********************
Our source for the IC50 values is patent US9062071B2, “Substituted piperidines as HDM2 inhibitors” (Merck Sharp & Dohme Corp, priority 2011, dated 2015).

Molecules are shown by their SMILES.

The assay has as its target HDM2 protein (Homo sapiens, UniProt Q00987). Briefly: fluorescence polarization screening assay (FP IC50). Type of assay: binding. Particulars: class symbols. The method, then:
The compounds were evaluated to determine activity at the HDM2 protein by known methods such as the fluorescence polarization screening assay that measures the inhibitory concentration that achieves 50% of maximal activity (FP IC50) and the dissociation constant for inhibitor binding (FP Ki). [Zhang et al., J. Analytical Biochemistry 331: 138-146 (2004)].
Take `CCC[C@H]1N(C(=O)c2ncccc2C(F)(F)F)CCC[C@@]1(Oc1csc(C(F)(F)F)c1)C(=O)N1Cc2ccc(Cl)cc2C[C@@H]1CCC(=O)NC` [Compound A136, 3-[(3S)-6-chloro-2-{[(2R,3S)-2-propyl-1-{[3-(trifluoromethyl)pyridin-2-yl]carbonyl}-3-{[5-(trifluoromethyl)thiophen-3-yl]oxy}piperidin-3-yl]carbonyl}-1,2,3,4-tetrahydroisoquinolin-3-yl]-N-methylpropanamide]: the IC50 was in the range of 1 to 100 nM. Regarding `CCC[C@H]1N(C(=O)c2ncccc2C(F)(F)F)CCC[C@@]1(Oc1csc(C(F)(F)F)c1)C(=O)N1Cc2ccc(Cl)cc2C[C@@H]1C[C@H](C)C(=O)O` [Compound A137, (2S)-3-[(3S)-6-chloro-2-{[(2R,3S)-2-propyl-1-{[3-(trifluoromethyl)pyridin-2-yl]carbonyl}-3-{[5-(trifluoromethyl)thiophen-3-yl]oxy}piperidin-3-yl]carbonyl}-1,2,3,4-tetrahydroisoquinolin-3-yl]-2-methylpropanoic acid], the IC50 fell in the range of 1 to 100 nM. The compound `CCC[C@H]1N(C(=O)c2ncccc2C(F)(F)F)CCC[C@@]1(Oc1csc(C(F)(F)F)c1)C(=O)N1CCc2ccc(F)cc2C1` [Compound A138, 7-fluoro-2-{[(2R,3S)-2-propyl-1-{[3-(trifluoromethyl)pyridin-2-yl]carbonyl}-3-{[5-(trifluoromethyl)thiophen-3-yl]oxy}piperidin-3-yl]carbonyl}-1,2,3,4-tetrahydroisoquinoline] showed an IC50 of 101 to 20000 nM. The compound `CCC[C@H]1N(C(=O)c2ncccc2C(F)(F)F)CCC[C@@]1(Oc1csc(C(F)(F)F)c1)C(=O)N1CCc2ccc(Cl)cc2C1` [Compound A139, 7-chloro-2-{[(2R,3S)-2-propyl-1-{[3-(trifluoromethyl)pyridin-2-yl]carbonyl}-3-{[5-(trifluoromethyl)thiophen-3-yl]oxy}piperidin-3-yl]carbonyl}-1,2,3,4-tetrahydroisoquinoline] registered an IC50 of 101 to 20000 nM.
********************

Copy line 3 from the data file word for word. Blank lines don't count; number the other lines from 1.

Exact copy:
The assay has as its target HDM2 protein (Homo sapiens, UniProt Q00987). Briefly: fluorescence polarization screening assay (FP IC50). Type of assay: binding. Particulars: class symbols. The method, then: